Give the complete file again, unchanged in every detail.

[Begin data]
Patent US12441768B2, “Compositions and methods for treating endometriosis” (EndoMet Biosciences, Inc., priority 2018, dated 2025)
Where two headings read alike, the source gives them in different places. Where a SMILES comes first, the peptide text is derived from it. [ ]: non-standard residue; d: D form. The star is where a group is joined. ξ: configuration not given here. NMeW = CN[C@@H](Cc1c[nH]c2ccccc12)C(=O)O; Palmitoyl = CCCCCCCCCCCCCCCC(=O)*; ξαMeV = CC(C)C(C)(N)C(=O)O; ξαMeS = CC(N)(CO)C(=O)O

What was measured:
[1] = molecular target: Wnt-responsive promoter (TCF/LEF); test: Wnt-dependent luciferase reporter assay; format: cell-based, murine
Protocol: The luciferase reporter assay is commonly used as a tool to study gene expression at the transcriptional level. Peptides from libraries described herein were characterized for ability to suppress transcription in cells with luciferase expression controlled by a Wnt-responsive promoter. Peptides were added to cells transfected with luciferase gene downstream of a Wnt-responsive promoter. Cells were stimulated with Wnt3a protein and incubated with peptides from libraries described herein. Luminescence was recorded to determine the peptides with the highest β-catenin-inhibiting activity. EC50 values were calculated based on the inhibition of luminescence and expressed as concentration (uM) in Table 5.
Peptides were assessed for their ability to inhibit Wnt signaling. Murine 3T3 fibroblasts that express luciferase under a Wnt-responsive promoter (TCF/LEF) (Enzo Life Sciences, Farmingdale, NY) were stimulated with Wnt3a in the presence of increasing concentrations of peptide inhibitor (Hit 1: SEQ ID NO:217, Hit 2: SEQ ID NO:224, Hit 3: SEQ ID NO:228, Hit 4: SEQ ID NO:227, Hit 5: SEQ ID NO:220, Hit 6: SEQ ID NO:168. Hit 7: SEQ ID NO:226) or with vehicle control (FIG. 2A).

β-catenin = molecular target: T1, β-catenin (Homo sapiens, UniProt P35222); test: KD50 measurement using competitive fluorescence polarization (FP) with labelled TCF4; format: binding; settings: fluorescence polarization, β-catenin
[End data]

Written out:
Patent US12441768B2, “Compositions and methods for treating endometriosis” (EndoMet Biosciences, Inc., priority 2018, dated 2025)
Where two headings read alike, the source gives them in different places. Where a SMILES comes first, the peptide text is derived from it. [ ]: non-standard residue; d: D form. The star is where a group is joined. ξ: configuration not given here. NMeW = CN[C@@H](Cc1c[nH]c2ccccc12)C(=O)O; Palmitoyl = CCCCCCCCCCCCCCCC(=O)*; ξαMeV = CC(C)C(C)(N)C(=O)O; ξαMeS = CC(N)(CO)C(=O)O

What was measured:
[1] = molecular target: Wnt-responsive promoter (TCF/LEF); test: Wnt-dependent luciferase reporter assay; format: cell-based, murine
Protocol: The luciferase reporter assay is commonly used as a tool to study gene expression at the transcriptional level. Peptides from libraries described herein were characterized for ability to suppress transcription in cells with luciferase expression controlled by a Wnt-responsive promoter. Peptides were added to cells transfected with luciferase gene downstream of a Wnt-responsive promoter. Cells were stimulated with Wnt3a protein and incubated with peptides from libraries described herein. Luminescence was recorded to determine the peptides with the highest β-catenin-inhibiting activity. EC50 values were calculated based on the inhibition of luminescence and expressed as concentration (uM) in Table 5.
Peptides were assessed for their ability to inhibit Wnt signaling. Murine 3T3 fibroblasts that express luciferase under a Wnt-responsive promoter (TCF/LEF) (Enzo Life Sciences, Farmingdale, NY) were stimulated with Wnt3a in the presence of increasing concentrations of peptide inhibitor (Hit 1: SEQ ID NO:217, Hit 2: SEQ ID NO:224, Hit 3: SEQ ID NO:228, Hit 4: SEQ ID NO:227, Hit 5: SEQ ID NO:220, Hit 6: SEQ ID NO:168. Hit 7: SEQ ID NO:226) or with vehicle control (FIG. 2A).

β-catenin = molecular target: T1, β-catenin (Homo sapiens, UniProt P35222); test: KD50 measurement using competitive fluorescence polarization (FP) with labelled TCF4; format: binding; settings: fluorescence polarization, β-catenin